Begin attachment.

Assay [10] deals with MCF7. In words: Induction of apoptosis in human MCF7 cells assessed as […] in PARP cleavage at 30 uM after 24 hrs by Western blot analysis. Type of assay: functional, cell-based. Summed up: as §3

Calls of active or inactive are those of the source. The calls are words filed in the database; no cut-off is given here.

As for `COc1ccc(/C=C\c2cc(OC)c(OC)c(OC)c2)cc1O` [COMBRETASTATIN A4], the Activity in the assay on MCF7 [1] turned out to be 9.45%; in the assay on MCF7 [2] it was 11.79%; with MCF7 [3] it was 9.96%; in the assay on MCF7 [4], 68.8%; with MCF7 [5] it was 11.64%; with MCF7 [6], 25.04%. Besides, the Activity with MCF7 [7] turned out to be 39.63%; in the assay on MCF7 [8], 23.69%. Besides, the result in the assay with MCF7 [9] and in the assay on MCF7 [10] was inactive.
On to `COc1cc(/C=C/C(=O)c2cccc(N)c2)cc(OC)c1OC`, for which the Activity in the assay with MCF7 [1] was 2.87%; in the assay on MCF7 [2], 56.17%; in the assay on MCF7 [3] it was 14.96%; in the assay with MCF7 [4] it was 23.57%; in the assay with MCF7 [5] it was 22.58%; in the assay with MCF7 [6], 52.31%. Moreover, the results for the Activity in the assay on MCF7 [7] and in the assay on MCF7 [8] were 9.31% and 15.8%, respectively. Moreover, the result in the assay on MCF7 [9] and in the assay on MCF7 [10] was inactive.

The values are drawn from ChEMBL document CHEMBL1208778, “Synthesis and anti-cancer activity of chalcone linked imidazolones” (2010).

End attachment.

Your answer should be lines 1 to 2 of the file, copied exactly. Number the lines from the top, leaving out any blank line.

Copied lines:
Assay [10] deals with MCF7. In words: Induction of apoptosis in human MCF7 cells assessed as […] in PARP cleavage at 30 uM after 24 hrs by Western blot analysis. Type of assay: functional, cell-based. Summed up: as §3

Calls of active or inactive are those of the source. The calls are words filed in the database; no cut-off is given here.